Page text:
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On the Law of Diminishing Specialization

On Productive Technology and its Discontents

Recently, I’ve been dipping in and out of Edward Tenner’s provocative 1996 book, When Things Bites Back. In following one of Tenner’s footnotes I came across a fascinating 1992 academic study from the National Review of Productivity, authored by the Georgia Tech economist Peter G. Sassone

The paper has an innocuous title, “Survey Finds Low Office Productivity Linked to Staffing Imbalances,” but its findings are profoundly relevant to our recent discussion of attention capital theory, and the value of deep work more generally.

Beginning in 1985, Sassone began a series of twenty office productivity case studies spread over different departments in five major U.S. corporations. His initial goal was to measure the bottomline benefits of the front office computer systems that were new at the time, but as he notes, this soon changed:

“[I]t became apparent that [my] data collection and analysis techniques were yielding important productivity insights beyond the cost justification of office computer systems.”

Deploying a technique called work value analysis, Sassone measured not only the amount of work conducted by his subjects, but also the skill level required for the work. He found that managers and other skilled professionals were spending surprisingly large percentages of their time working on tasks that could be completed by comparably lower-level employees.

He identified several factors that explain this observation, but a major culprit was the rise of “productivity-enhancing” computer systems. This new technology made it possible for managers and professionals to tackle administrative tasks that used to require dedicated support staff.

The positive impact of this change was that companies needed less support staff. The negative impact was that it reduced the ability of managers and professionals to spend concentrated time working on the things they did best.

Among other examples uncovered in his case studies, Sassone highlighted:

  • A corporate marketing department where senior marketing professional were spending more than a day per week of their time preparing charts and graphs for presentations.
  • A large commercial bank where corporate bankers were devoting more than a quarter of their time to handling routine interactions with clients.

This reduction in the typical deep-to-shallow work ratio (see Rule #1 in Deep Work) became so pronounced as computer technology invaded the front office that Sassone gave it a downright Newportian name: The Law of Diminishing Specialization.

What makes Sassone’s study particularly fascinating is that he used rigorous data collection and analysis methods to answer the question of whether or not this diminishing specialization was a good trade-off from a financial perspective.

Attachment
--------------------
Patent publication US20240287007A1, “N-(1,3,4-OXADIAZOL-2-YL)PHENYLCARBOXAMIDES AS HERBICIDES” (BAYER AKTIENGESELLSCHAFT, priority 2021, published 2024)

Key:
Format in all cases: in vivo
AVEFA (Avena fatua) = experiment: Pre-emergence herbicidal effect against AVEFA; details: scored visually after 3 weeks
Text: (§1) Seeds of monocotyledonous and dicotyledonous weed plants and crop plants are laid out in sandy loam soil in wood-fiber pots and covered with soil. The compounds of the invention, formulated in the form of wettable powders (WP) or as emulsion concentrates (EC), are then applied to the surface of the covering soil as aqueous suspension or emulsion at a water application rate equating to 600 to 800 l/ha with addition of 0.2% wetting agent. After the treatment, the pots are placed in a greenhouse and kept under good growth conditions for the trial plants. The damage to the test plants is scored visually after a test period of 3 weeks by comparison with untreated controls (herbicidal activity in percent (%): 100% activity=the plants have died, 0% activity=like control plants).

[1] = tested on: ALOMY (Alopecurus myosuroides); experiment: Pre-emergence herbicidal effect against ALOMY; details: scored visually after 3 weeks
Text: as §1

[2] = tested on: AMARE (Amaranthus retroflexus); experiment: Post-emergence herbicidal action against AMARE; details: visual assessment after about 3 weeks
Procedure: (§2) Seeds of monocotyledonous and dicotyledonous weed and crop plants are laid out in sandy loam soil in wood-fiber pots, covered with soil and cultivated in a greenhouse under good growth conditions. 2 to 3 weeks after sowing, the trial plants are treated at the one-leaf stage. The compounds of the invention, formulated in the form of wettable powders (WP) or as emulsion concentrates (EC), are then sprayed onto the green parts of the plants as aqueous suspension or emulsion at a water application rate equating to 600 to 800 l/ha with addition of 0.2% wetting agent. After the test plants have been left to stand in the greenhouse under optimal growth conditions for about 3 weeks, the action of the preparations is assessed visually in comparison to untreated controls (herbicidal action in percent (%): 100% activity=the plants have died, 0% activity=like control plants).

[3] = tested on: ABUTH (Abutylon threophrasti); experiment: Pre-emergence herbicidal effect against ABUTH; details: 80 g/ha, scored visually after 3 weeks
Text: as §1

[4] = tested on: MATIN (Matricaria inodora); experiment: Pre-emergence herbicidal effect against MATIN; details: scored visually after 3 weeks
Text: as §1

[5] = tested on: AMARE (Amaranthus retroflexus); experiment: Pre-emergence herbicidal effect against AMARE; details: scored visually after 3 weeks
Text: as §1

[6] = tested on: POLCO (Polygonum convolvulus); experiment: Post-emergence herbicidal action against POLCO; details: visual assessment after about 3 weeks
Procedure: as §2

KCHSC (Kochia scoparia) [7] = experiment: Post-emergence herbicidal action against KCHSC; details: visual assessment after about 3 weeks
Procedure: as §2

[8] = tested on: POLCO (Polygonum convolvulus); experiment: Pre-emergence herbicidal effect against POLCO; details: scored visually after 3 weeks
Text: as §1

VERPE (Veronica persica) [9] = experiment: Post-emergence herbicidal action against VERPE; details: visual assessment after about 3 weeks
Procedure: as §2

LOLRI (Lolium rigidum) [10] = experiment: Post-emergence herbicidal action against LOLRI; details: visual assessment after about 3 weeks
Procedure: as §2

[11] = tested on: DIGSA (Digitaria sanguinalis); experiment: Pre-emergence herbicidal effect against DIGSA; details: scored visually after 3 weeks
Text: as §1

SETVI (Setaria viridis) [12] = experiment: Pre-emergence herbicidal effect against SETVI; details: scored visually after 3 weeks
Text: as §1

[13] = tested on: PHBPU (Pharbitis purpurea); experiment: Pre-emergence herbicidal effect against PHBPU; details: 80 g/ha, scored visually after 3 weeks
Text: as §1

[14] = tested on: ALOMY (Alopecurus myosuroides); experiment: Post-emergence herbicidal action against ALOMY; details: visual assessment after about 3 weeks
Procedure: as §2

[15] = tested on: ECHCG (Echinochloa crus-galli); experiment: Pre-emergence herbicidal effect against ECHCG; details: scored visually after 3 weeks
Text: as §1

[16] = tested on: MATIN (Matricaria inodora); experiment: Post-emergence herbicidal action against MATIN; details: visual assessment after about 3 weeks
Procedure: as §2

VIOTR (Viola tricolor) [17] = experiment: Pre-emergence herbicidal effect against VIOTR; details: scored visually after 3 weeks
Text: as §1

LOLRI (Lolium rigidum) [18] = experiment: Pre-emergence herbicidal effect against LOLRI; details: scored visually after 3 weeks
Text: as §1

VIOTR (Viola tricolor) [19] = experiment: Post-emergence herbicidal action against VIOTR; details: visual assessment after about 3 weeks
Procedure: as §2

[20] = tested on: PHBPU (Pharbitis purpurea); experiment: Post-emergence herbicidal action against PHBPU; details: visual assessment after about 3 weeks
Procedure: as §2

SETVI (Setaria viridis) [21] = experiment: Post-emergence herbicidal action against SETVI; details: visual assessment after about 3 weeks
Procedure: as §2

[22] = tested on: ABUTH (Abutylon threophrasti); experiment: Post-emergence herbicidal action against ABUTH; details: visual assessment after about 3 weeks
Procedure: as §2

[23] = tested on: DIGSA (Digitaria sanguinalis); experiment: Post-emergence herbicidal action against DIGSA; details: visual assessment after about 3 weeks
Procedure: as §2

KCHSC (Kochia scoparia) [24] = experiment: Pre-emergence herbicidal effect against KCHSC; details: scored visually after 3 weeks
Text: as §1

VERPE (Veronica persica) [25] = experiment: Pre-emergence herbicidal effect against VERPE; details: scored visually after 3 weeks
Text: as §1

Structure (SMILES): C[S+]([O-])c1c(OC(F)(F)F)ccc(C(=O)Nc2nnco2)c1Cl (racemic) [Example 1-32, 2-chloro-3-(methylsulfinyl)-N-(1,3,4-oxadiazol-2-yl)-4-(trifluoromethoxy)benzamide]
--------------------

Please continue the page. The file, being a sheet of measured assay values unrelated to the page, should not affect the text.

His conclusion: no.

Reducing administrative positions saves some money. But the losses due to the corresponding reduction in high-level employees’ ability to perform deep work — a diminishment of “intellectual specialization” — outweighs these savings.

As Sassone explains:

“The results of a comparison of a ‘typical’ department, with a department with a reasonable high level of intellectual specialization were startling. The typical office could save over 15 percent of its payroll costs by restructuring its staff and increasing the intellectual specialization of its workers.”

To make this more concrete, he calculated:

“[T]he typical office can save about $7,400 [around $13,200 in 2018 dollars] per employee per year by restructuring its office staffs and improving its levels of intellectual specialization.”

In other words, Sassone found that the corporate divisions he studied could produce the same amount of valuable output by reducing the number of managers and professionals while increasing the number of administrative staff.

This rebalancing works because more administrative support means the higher level employees can spend more time working deeply on the activities that produce the most value. Because the former are cheaper to hire than the latter, the result is the same work for less total staffing costs.

An important lesson lurks in these results that’s just as relevant now as it was then, back in the early days of the front office IT revolution: optimizing people’s ability to create value using their brains is complicated. Just because a given technology makes things easier doesn’t mean that it makes an organization more effective, you have to keep returning to the foundational question of what best supports the challenge of thinking hard about valuable things.